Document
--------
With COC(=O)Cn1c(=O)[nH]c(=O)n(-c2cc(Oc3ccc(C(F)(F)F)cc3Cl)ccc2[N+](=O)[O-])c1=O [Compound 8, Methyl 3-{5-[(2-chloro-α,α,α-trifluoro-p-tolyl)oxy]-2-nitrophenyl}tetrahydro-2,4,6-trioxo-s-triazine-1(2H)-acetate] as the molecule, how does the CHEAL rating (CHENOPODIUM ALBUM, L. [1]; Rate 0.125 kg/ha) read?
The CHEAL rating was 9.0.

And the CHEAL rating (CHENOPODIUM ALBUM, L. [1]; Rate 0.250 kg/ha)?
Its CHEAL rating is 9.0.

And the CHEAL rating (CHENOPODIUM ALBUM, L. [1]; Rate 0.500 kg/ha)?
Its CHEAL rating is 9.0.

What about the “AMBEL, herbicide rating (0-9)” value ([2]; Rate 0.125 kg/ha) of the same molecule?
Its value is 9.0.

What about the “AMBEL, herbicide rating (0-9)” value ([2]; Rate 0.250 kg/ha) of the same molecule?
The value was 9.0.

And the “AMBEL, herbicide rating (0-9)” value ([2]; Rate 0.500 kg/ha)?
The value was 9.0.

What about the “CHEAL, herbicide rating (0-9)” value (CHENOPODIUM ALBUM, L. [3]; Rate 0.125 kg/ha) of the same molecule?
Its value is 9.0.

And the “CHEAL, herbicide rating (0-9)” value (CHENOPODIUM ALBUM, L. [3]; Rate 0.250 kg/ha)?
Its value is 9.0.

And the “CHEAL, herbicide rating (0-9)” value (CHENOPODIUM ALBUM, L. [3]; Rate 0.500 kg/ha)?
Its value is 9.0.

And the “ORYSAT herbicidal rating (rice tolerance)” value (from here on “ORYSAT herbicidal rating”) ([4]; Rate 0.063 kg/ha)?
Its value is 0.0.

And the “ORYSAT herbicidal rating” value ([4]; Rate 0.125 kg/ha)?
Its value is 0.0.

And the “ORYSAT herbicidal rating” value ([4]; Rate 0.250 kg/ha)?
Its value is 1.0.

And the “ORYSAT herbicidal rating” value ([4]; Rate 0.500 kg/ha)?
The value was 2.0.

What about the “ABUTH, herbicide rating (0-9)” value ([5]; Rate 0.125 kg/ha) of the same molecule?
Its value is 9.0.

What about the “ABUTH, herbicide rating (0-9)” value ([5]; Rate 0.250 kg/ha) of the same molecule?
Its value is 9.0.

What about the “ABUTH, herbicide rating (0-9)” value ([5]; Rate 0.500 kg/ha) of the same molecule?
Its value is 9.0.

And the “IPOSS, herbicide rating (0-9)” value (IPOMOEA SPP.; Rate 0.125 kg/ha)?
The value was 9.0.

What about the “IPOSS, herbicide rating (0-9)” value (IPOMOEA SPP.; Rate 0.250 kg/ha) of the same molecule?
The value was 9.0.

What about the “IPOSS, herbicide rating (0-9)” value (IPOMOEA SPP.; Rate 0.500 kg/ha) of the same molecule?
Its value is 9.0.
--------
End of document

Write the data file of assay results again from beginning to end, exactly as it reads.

With COC(=O)Cn1c(=O)[nH]c(=O)n(-c2cc(Oc3ccc(C(F)(F)F)cc3Cl)ccc2[N+](=O)[O-])c1=O [Compound 8, Methyl 3-{5-[(2-chloro-α,α,α-trifluoro-p-tolyl)oxy]-2-nitrophenyl}tetrahydro-2,4,6-trioxo-s-triazine-1(2H)-acetate] as the molecule, how does the CHEAL rating (CHENOPODIUM ALBUM, L. [1]; Rate 0.125 kg/ha) read?
The CHEAL rating was 9.0.

And the CHEAL rating (CHENOPODIUM ALBUM, L. [1]; Rate 0.250 kg/ha)?
Its CHEAL rating is 9.0.

And the CHEAL rating (CHENOPODIUM ALBUM, L. [1]; Rate 0.500 kg/ha)?
Its CHEAL rating is 9.0.

What about the “AMBEL, herbicide rating (0-9)” value ([2]; Rate 0.125 kg/ha) of the same molecule?
Its value is 9.0.

What about the “AMBEL, herbicide rating (0-9)” value ([2]; Rate 0.250 kg/ha) of the same molecule?
The value was 9.0.

And the “AMBEL, herbicide rating (0-9)” value ([2]; Rate 0.500 kg/ha)?
The value was 9.0.

What about the “CHEAL, herbicide rating (0-9)” value (CHENOPODIUM ALBUM, L. [3]; Rate 0.125 kg/ha) of the same molecule?
Its value is 9.0.

And the “CHEAL, herbicide rating (0-9)” value (CHENOPODIUM ALBUM, L. [3]; Rate 0.250 kg/ha)?
Its value is 9.0.

And the “CHEAL, herbicide rating (0-9)” value (CHENOPODIUM ALBUM, L. [3]; Rate 0.500 kg/ha)?
Its value is 9.0.

And the “ORYSAT herbicidal rating (rice tolerance)” value (from here on “ORYSAT herbicidal rating”) ([4]; Rate 0.063 kg/ha)?
Its value is 0.0.

And the “ORYSAT herbicidal rating” value ([4]; Rate 0.125 kg/ha)?
Its value is 0.0.

And the “ORYSAT herbicidal rating” value ([4]; Rate 0.250 kg/ha)?
Its value is 1.0.

And the “ORYSAT herbicidal rating” value ([4]; Rate 0.500 kg/ha)?
The value was 2.0.

What about the “ABUTH, herbicide rating (0-9)” value ([5]; Rate 0.125 kg/ha) of the same molecule?
Its value is 9.0.

What about the “ABUTH, herbicide rating (0-9)” value ([5]; Rate 0.250 kg/ha) of the same molecule?
Its value is 9.0.

What about the “ABUTH, herbicide rating (0-9)” value ([5]; Rate 0.500 kg/ha) of the same molecule?
Its value is 9.0.

And the “IPOSS, herbicide rating (0-9)” value (IPOMOEA SPP.; Rate 0.125 kg/ha)?
The value was 9.0.

What about the “IPOSS, herbicide rating (0-9)” value (IPOMOEA SPP.; Rate 0.250 kg/ha) of the same molecule?
The value was 9.0.

What about the “IPOSS, herbicide rating (0-9)” value (IPOMOEA SPP.; Rate 0.500 kg/ha) of the same molecule?
Its value is 9.0.